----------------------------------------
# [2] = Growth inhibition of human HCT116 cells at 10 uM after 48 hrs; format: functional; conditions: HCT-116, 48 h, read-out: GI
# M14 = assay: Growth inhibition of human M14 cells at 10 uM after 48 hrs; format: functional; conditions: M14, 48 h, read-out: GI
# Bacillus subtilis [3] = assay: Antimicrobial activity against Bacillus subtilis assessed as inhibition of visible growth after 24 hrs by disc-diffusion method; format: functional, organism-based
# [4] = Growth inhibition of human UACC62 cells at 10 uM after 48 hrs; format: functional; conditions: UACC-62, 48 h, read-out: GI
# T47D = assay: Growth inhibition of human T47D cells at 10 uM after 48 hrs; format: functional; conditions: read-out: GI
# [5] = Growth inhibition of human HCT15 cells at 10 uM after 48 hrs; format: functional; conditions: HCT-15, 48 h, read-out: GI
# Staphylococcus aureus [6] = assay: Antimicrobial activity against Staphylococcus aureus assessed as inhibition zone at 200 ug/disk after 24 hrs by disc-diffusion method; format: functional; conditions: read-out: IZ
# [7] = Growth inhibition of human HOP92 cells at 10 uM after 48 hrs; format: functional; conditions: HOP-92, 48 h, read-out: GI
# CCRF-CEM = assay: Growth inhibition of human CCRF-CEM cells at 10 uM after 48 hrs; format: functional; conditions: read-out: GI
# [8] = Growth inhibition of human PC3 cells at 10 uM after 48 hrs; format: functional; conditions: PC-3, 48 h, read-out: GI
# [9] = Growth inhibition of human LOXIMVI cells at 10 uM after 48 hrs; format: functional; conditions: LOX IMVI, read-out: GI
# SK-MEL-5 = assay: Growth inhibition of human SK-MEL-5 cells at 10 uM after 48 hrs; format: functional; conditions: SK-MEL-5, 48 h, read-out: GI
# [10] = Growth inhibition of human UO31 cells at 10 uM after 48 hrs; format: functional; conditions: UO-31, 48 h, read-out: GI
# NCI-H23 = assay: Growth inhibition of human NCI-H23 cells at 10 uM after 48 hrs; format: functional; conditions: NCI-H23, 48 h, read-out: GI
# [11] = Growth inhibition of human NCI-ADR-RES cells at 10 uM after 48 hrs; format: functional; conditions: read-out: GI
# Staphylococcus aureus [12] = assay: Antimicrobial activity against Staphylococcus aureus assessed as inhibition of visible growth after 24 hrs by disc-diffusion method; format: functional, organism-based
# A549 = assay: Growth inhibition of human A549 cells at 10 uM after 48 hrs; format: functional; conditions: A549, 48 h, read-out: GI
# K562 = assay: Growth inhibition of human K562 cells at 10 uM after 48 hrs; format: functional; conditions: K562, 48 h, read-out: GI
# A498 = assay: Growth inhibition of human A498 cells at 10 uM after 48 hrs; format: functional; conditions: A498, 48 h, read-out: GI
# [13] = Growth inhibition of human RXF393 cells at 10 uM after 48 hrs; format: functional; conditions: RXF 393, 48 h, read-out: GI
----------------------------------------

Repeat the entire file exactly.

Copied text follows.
# [2] = Growth inhibition of human HCT116 cells at 10 uM after 48 hrs; format: functional; conditions: HCT-116, 48 h, read-out: GI
# M14 = assay: Growth inhibition of human M14 cells at 10 uM after 48 hrs; format: functional; conditions: M14, 48 h, read-out: GI
# Bacillus subtilis [3] = assay: Antimicrobial activity against Bacillus subtilis assessed as inhibition of visible growth after 24 hrs by disc-diffusion method; format: functional, organism-based
# [4] = Growth inhibition of human UACC62 cells at 10 uM after 48 hrs; format: functional; conditions: UACC-62, 48 h, read-out: GI
# T47D = assay: Growth inhibition of human T47D cells at 10 uM after 48 hrs; format: functional; conditions: read-out: GI
# [5] = Growth inhibition of human HCT15 cells at 10 uM after 48 hrs; format: functional; conditions: HCT-15, 48 h, read-out: GI
# Staphylococcus aureus [6] = assay: Antimicrobial activity against Staphylococcus aureus assessed as inhibition zone at 200 ug/disk after 24 hrs by disc-diffusion method; format: functional; conditions: read-out: IZ
# [7] = Growth inhibition of human HOP92 cells at 10 uM after 48 hrs; format: functional; conditions: HOP-92, 48 h, read-out: GI
# CCRF-CEM = assay: Growth inhibition of human CCRF-CEM cells at 10 uM after 48 hrs; format: functional; conditions: read-out: GI
# [8] = Growth inhibition of human PC3 cells at 10 uM after 48 hrs; format: functional; conditions: PC-3, 48 h, read-out: GI
# [9] = Growth inhibition of human LOXIMVI cells at 10 uM after 48 hrs; format: functional; conditions: LOX IMVI, read-out: GI
# SK-MEL-5 = assay: Growth inhibition of human SK-MEL-5 cells at 10 uM after 48 hrs; format: functional; conditions: SK-MEL-5, 48 h, read-out: GI
# [10] = Growth inhibition of human UO31 cells at 10 uM after 48 hrs; format: functional; conditions: UO-31, 48 h, read-out: GI
# NCI-H23 = assay: Growth inhibition of human NCI-H23 cells at 10 uM after 48 hrs; format: functional; conditions: NCI-H23, 48 h, read-out: GI
# [11] = Growth inhibition of human NCI-ADR-RES cells at 10 uM after 48 hrs; format: functional; conditions: read-out: GI
# Staphylococcus aureus [12] = assay: Antimicrobial activity against Staphylococcus aureus assessed as inhibition of visible growth after 24 hrs by disc-diffusion method; format: functional, organism-based
# A549 = assay: Growth inhibition of human A549 cells at 10 uM after 48 hrs; format: functional; conditions: A549, 48 h, read-out: GI
# K562 = assay: Growth inhibition of human K562 cells at 10 uM after 48 hrs; format: functional; conditions: K562, 48 h, read-out: GI
# A498 = assay: Growth inhibition of human A498 cells at 10 uM after 48 hrs; format: functional; conditions: A498, 48 h, read-out: GI
# [13] = Growth inhibition of human RXF393 cells at 10 uM after 48 hrs; format: functional; conditions: RXF 393, 48 h, read-out: GI